CSE Background

The Centre for Soil Ecology (CSE) is a cooperation between the Netherlands Institute of Ecology (NIOO-KNAW) and Wageningen University and Research centre (WUR). CSE stimulates interactions between scientists of WUR and NIOO-KNAW to bring their soil ecological science to an even higher level, and promote research opportunities for young and talented researchers in soil ecology!

The CSE was initiated in 2010 by Wim van der Putten and Hans van Veen of NIOO-KNAW, and Peter de Ruiter and Lijbert Brussaard of WUR. CSE is not housed in one particular building; researchers are based in two WUR and two NIOO Departments, which promotes their interactions with other fields of research that are relevant for soil ecology.
CSE organizes a number of activities, including annual meetings, seminars, discussion groups, BSc, MSc, PhD, and Post-doctoral courses, dissemination meetings, and members of CSE participate in joined externally funded projects.

Why soil ecology is important

Soil ecology is a research field that currently experiences a fast development. The biodiversity of soil organisms is an important fundament of a sustainable society. Everything we eat, drink, breath, wear as clothes, or use as a resource for feed and bioenergy products originates in some way from the soil. In the soil, many substances are continuously altered or decomposed by soil organisms. Soil organisms are also responsible for soil formation and developing soil structure. Without soils there would be no food, and without food there won’t be people living on earth! In addition, the soil is an important actor in climate change, as it may buffer against rising CO2 levels, provide water holding capacity that can prevent, or delay flooding or erosion, and it contains biota that can control biological invasions of exotic species, human pathogens, or soil-borne crop pests. Bad use of soil may result in outbreaks of pests and pathogens, loss of aboveground biodiversity, and release of greenhouse gasses.

The quality of the soil determines the rate at which land use changes occur. Also, soil organisms play an important role in the development of soil structure, water storage capacity, composition of aboveground biodiversity, and success of pest control in agriculture, forestry and horticulture. Degradation of the soil physic-chemical environment, and loss of soil biodiversity may reduce the production capacity of soil, with possible side effects on atmospheric composition, climate regulation, water storage, food production, and nature conservation.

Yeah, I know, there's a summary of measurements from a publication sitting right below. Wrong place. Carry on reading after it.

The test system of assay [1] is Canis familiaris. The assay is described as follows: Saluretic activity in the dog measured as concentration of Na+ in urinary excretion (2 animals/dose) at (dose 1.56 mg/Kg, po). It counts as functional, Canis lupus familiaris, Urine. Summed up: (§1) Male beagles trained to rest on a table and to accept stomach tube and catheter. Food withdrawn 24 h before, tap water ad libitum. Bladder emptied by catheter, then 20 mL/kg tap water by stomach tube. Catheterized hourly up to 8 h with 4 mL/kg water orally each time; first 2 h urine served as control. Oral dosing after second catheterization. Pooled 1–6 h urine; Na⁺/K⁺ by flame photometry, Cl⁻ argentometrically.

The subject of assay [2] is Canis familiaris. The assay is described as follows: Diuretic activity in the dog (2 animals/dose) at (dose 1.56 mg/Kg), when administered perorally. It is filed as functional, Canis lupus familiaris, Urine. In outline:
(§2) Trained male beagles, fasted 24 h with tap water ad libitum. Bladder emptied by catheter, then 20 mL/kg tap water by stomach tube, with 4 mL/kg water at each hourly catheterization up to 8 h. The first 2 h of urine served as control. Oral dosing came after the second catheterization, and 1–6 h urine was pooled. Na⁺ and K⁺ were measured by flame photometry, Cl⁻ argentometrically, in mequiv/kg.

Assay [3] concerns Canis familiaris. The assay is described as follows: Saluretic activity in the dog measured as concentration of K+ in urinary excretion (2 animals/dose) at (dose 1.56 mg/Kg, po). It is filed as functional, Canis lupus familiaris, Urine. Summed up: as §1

Currently, many issues of societal concern relate to proper use of soil and its biodiversity: proper distribution of water rights and food are often factors determining whether peace can be maintained, and proper soils determine water and food availability. Decline of soils and soil biodiversity reduce the capacity of ecosystems to provide clean water and food, so that improper soil use will weaken fundaments of a sustainable environment and society.

Goals of CSE

  • Create societal awareness of the importance of soil ecology
  • Stimulate career possibilities of young, promising scientists in the field of soil ecology
  • Develop strategic programs for Dutch Government and other funding agencies within the research field of soil ecology
  • Create a platform that enables soil ecologists to develop their national and international ambitions.
  • Promote knowledge dissemination resulting from fundamental research, turn this knowledge into practice, and enhance translation of societal questions into fundamental research
  • Promote scientific relationships among research groups in soil ecology and enable young scientists to meet top-scientists in their research field.

Main activities

Two times per year CSE will organize seminar days during which fundamental scientific knowledge is linked to practical questions and examples. For example, in October CSE will organize a discussion day during which the problems around decreasing soil organic matter content are discussed. During this day scientists, farmers, and policy makers will present their view on this issue. The goal of the day is to stimulate cooperation between different stakeholders and to link scientific knowledge and practical answers, or vice versa to translate practical questions into new research programs.

In addition, CSE tries to stimulate cooperation between different research groups in Wageningen and the rest of the Netherlands.